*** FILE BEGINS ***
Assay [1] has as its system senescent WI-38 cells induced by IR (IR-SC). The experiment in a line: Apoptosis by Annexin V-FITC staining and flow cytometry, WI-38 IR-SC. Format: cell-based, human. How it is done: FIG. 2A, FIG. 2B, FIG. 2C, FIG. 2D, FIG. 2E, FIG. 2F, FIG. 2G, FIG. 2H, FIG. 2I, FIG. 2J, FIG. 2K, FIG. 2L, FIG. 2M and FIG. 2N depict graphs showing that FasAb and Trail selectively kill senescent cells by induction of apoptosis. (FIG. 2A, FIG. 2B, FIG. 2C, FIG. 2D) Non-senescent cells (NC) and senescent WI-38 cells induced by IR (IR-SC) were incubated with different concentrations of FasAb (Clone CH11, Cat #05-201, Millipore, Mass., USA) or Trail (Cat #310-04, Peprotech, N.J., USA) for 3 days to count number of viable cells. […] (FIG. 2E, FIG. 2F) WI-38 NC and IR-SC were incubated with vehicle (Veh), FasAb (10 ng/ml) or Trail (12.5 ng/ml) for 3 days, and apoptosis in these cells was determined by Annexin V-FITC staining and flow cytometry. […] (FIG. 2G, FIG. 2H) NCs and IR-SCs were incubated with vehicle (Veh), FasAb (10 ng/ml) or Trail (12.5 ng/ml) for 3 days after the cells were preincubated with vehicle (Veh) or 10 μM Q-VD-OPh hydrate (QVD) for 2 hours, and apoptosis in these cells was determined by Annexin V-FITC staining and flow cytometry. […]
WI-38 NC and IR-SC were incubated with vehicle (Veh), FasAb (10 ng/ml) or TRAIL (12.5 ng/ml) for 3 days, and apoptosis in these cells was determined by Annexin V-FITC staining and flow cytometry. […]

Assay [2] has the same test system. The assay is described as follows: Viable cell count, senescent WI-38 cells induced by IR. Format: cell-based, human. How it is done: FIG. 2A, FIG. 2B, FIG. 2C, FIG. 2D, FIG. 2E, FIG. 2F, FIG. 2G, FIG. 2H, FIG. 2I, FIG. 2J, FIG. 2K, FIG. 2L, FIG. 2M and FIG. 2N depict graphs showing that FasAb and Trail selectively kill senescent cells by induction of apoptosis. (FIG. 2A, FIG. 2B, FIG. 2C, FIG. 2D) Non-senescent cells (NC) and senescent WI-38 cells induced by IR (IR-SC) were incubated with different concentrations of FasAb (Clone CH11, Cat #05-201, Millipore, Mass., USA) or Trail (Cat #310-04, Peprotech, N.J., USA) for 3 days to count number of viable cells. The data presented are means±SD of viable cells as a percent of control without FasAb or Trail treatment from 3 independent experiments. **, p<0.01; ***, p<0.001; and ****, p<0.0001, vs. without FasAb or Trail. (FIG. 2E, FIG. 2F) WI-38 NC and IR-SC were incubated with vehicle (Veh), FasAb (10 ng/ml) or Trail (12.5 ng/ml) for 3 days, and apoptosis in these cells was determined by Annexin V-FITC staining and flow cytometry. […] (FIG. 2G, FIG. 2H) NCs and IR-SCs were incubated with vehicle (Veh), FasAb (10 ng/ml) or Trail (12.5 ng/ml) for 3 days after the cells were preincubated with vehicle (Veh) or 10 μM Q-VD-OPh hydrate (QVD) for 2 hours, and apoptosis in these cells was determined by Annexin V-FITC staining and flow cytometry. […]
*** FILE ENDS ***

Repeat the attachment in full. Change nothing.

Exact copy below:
Assay [1] has as its system senescent WI-38 cells induced by IR (IR-SC). The experiment in a line: Apoptosis by Annexin V-FITC staining and flow cytometry, WI-38 IR-SC. Format: cell-based, human. How it is done: FIG. 2A, FIG. 2B, FIG. 2C, FIG. 2D, FIG. 2E, FIG. 2F, FIG. 2G, FIG. 2H, FIG. 2I, FIG. 2J, FIG. 2K, FIG. 2L, FIG. 2M and FIG. 2N depict graphs showing that FasAb and Trail selectively kill senescent cells by induction of apoptosis. (FIG. 2A, FIG. 2B, FIG. 2C, FIG. 2D) Non-senescent cells (NC) and senescent WI-38 cells induced by IR (IR-SC) were incubated with different concentrations of FasAb (Clone CH11, Cat #05-201, Millipore, Mass., USA) or Trail (Cat #310-04, Peprotech, N.J., USA) for 3 days to count number of viable cells. […] (FIG. 2E, FIG. 2F) WI-38 NC and IR-SC were incubated with vehicle (Veh), FasAb (10 ng/ml) or Trail (12.5 ng/ml) for 3 days, and apoptosis in these cells was determined by Annexin V-FITC staining and flow cytometry. […] (FIG. 2G, FIG. 2H) NCs and IR-SCs were incubated with vehicle (Veh), FasAb (10 ng/ml) or Trail (12.5 ng/ml) for 3 days after the cells were preincubated with vehicle (Veh) or 10 μM Q-VD-OPh hydrate (QVD) for 2 hours, and apoptosis in these cells was determined by Annexin V-FITC staining and flow cytometry. […]
WI-38 NC and IR-SC were incubated with vehicle (Veh), FasAb (10 ng/ml) or TRAIL (12.5 ng/ml) for 3 days, and apoptosis in these cells was determined by Annexin V-FITC staining and flow cytometry. […]

Assay [2] has the same test system. The assay is described as follows: Viable cell count, senescent WI-38 cells induced by IR. Format: cell-based, human. How it is done: FIG. 2A, FIG. 2B, FIG. 2C, FIG. 2D, FIG. 2E, FIG. 2F, FIG. 2G, FIG. 2H, FIG. 2I, FIG. 2J, FIG. 2K, FIG. 2L, FIG. 2M and FIG. 2N depict graphs showing that FasAb and Trail selectively kill senescent cells by induction of apoptosis. (FIG. 2A, FIG. 2B, FIG. 2C, FIG. 2D) Non-senescent cells (NC) and senescent WI-38 cells induced by IR (IR-SC) were incubated with different concentrations of FasAb (Clone CH11, Cat #05-201, Millipore, Mass., USA) or Trail (Cat #310-04, Peprotech, N.J., USA) for 3 days to count number of viable cells. The data presented are means±SD of viable cells as a percent of control without FasAb or Trail treatment from 3 independent experiments. **, p<0.01; ***, p<0.001; and ****, p<0.0001, vs. without FasAb or Trail. (FIG. 2E, FIG. 2F) WI-38 NC and IR-SC were incubated with vehicle (Veh), FasAb (10 ng/ml) or Trail (12.5 ng/ml) for 3 days, and apoptosis in these cells was determined by Annexin V-FITC staining and flow cytometry. […] (FIG. 2G, FIG. 2H) NCs and IR-SCs were incubated with vehicle (Veh), FasAb (10 ng/ml) or Trail (12.5 ng/ml) for 3 days after the cells were preincubated with vehicle (Veh) or 10 μM Q-VD-OPh hydrate (QVD) for 2 hours, and apoptosis in these cells was determined by Annexin V-FITC staining and flow cytometry. […]